The Invisible Life

LIKE A REFORMED JUNKIE confessing at a 12-step meeting, Clifford Stoll now bemoans the amount of time he spent detached from the sensuous thicket of real life. Stoll has been online longer than most of us, and he wants out. In his heavily publicized 1996 tome, Silicon Snake Oil, Stoll unleashes a steady stream of reactionary invective against his former online obsession.

Not only does he believe that little of the information gleaned from electronic pub-crawls is genuinely useful, but he now finds that computer networks "isolate us from one another and cheapen the meaning of actual experience. They work against literacy and creativity. They will undercut our schools and libraries." Stoll even wonders whether our networked world isn't "a misuse of technology that encourages passive rather than active participation."

Famed for recounting his discovery of a German spy ring operating on the Internet in his bestseller The Cuckoo's Egg, Stoll admits that all his years of e-mailing, data-gathering, and keeping in touch with friends was "fun and challenging."

But now he's recanting.

"Oh, Stoll's mad all right," says longtime buddy John Perry Barlow, pioneer cyber cowboy, Grateful Dead lyricist, and co-founder of the information watchdog Electronic Frontier Foundation. "He's mad as hell and determined to outdo his outrageous self."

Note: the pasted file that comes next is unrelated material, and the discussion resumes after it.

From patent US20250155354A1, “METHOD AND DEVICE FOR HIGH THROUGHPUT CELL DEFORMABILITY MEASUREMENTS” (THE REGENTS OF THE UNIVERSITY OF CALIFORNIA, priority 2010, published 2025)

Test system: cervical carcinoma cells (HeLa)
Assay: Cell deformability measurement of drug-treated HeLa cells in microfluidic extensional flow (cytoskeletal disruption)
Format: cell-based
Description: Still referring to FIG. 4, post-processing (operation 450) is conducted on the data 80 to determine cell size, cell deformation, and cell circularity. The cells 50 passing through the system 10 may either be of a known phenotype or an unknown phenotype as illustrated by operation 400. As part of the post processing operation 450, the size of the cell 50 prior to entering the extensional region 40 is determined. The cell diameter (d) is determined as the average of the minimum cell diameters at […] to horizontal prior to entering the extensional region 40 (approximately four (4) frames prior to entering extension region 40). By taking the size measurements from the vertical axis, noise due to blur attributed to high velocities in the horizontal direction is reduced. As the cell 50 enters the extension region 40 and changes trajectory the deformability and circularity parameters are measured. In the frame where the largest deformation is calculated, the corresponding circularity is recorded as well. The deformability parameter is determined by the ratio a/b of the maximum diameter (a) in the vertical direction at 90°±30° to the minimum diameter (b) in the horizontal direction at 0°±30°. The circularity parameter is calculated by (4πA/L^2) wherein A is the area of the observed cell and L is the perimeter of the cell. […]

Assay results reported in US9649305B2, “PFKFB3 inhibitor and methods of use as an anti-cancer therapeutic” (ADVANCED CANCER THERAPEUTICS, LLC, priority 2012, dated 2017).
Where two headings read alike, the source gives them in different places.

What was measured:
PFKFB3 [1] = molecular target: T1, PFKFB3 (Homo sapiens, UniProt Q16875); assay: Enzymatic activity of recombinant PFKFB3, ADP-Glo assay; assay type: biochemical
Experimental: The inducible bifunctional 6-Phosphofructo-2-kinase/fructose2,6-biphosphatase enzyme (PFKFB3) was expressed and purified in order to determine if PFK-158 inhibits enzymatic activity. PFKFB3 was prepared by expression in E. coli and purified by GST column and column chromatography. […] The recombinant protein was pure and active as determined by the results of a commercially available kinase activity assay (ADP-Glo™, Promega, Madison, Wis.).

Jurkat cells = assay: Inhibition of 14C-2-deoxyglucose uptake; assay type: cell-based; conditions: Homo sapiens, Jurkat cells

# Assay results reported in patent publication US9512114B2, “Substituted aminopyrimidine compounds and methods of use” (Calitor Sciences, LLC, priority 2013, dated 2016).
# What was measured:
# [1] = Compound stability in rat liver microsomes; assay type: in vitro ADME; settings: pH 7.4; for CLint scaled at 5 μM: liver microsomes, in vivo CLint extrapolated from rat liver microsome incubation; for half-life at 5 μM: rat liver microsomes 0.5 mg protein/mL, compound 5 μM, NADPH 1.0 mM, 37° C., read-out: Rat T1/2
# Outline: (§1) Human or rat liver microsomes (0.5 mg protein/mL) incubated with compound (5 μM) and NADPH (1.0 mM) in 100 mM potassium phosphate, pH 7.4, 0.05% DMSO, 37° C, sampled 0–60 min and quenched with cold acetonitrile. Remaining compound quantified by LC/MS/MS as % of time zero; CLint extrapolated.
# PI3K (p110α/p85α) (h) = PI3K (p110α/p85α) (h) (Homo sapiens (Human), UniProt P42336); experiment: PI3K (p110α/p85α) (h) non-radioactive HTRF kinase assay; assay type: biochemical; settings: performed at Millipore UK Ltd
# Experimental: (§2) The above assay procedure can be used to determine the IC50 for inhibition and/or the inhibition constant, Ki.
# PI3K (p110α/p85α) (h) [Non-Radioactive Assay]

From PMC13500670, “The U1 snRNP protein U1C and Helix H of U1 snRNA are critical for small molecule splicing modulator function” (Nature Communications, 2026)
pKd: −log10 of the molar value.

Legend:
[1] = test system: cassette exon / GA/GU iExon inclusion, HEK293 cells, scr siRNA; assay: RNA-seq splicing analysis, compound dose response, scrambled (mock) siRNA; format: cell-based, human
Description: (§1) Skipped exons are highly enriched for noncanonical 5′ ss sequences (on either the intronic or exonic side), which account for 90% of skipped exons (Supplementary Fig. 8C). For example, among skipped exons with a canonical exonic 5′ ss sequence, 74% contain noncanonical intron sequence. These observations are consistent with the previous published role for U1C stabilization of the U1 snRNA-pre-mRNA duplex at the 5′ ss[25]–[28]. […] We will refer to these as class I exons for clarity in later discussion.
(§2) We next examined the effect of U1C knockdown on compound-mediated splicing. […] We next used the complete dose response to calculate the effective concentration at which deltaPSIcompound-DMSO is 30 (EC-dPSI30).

But even Barlow is publicly airing second thoughts about the joys of inphomania.

The secret of e-mail is, sadly, that it's safe. I hope for a day when more people can feel safe while looking into one another's eyes and not merely while typing at each other.

On the other hand, that safety has been a godsend for the shy and disenfranchised, those whom Barlow calls "the Eleanor Rigbys of the world." Barlow leapt into the WELL about seven years ago, with its rich soup of conferences in politics, parenting, philosophy, and popular culture. And while he had a hell of a time e-mailing a worldwide virtual community, his personal romance with the medium has cooled. What's missing from cyberspace for Barlow is "the dense mesh of invisible life," he writes in Utne Reader. "It is at the heart of the fundamental and profound difference between information and experience." And as far as his social needs are concerned, Barlow has opted for experience.

So what are we left with as electronic communication reaches its awkward adolescence? Is this techno-tool a means of exercising passions and interests and a shuttlecraft to new town halls? Or a form of withdrawal, denial, and obsessive narcissism? And do we really need to trivialize this brave new world as a Manichean either/or struggle? Like every new world, it mirrors the strengths and weaknesses of its colonizers. It contains what we want it to.

Everything, that is, except nuance, diversity, and eye contact.

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From the Dec. 18-24, 1997 issue of the Sonoma County Independent.

© Metro Publishing Inc.

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